Tunisia extends state of emergency over uprising
Tunisia's presidency said today it has extended the country's state of emergency until September 30, the seventh such extension since it first came into force on January 14, 2011.
The state of emergency has been in place since a mass uprising that prompted veteran strongman Zine El Abidine Ben Ali to flee the country.
Imed Daimi, spokesman for the presidency, told Shems FM radio that the decision for another extension had been taken "to coincide with the school year and the end of the tourist season."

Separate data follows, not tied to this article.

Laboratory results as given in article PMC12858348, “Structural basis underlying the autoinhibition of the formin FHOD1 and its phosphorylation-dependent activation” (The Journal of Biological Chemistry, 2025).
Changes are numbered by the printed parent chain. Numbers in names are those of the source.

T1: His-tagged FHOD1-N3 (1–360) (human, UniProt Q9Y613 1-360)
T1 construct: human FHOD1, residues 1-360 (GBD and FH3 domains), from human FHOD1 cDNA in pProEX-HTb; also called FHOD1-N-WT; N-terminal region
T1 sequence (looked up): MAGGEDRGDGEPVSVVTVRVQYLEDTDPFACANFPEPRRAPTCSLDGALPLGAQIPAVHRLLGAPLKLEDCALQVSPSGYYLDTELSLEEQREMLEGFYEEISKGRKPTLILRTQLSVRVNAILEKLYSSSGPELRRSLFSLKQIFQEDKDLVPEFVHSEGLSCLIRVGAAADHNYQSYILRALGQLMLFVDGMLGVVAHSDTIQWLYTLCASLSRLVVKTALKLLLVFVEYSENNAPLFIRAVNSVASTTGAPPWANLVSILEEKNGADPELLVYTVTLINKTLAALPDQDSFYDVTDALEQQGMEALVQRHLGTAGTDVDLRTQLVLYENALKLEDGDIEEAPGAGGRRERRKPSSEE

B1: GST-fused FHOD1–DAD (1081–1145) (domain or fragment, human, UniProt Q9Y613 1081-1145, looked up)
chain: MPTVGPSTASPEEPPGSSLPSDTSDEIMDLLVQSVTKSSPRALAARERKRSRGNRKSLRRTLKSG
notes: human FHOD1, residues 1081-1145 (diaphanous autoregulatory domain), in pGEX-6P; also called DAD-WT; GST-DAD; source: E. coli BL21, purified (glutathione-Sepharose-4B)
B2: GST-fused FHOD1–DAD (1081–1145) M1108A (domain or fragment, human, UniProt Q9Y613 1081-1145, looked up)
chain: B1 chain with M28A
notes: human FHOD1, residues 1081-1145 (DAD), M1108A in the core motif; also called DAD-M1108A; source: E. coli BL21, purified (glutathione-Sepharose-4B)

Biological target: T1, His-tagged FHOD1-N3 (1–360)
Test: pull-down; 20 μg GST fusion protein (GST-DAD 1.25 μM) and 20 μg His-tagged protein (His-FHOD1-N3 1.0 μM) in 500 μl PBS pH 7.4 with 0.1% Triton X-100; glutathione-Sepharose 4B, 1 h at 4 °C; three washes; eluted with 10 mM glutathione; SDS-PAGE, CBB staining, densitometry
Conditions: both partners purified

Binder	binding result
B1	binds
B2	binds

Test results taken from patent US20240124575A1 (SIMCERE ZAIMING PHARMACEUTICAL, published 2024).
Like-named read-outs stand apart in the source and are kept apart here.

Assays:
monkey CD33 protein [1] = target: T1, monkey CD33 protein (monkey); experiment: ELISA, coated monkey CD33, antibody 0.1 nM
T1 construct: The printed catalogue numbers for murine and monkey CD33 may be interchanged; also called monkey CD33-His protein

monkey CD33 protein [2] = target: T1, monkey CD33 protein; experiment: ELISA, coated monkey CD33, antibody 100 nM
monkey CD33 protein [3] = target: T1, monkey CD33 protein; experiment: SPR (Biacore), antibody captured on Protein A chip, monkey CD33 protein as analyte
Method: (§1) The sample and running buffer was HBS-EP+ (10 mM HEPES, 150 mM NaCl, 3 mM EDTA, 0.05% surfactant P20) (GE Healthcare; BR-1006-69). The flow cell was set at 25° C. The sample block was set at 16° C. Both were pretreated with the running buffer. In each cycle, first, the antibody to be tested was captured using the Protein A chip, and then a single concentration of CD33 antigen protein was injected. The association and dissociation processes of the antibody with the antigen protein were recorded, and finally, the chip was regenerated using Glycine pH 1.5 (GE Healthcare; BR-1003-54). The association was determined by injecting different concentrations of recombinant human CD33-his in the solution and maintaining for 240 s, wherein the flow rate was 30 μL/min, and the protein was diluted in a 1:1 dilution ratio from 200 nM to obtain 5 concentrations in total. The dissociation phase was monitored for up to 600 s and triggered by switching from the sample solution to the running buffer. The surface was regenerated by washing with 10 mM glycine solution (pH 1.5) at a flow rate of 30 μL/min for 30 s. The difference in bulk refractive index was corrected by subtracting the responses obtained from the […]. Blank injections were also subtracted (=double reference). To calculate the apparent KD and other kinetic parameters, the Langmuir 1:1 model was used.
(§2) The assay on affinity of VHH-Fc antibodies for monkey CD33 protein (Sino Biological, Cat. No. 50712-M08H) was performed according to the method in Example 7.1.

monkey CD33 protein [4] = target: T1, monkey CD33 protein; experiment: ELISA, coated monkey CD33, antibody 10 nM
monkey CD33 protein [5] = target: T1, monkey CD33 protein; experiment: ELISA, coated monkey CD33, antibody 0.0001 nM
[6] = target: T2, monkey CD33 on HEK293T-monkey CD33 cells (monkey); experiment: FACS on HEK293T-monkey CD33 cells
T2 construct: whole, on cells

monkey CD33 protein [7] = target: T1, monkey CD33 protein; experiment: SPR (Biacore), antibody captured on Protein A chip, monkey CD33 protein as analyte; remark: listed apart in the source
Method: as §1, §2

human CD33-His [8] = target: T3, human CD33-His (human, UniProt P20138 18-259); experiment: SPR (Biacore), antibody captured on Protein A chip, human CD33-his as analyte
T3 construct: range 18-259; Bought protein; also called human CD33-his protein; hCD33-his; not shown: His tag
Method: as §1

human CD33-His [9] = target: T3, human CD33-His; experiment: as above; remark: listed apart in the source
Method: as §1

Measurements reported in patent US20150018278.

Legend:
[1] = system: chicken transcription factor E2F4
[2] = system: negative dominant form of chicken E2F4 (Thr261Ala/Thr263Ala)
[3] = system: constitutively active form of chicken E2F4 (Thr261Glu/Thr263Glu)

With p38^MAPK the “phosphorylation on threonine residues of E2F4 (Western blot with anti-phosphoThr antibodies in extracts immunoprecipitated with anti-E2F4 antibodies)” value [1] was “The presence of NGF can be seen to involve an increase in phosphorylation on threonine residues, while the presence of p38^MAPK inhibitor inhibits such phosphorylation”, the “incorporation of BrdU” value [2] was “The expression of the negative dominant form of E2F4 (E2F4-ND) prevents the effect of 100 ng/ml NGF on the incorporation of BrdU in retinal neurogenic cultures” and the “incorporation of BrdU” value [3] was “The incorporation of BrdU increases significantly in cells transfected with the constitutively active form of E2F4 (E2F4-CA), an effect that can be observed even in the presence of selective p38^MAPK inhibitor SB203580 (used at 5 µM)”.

He also said that "the security situation in the country has improved in recent times."
The state of emergency gives police special powers of intervention, and the army too has also been deployed in several areas, although its presence is low-key.
This summer was marked by several demonstrations in Tunisia, including in the town of Sidi Bouzid, the birthplace of the revolution.
Protests were often dispersed ruthlessly by the police who used tear gas and rubber bullets against demonstrators.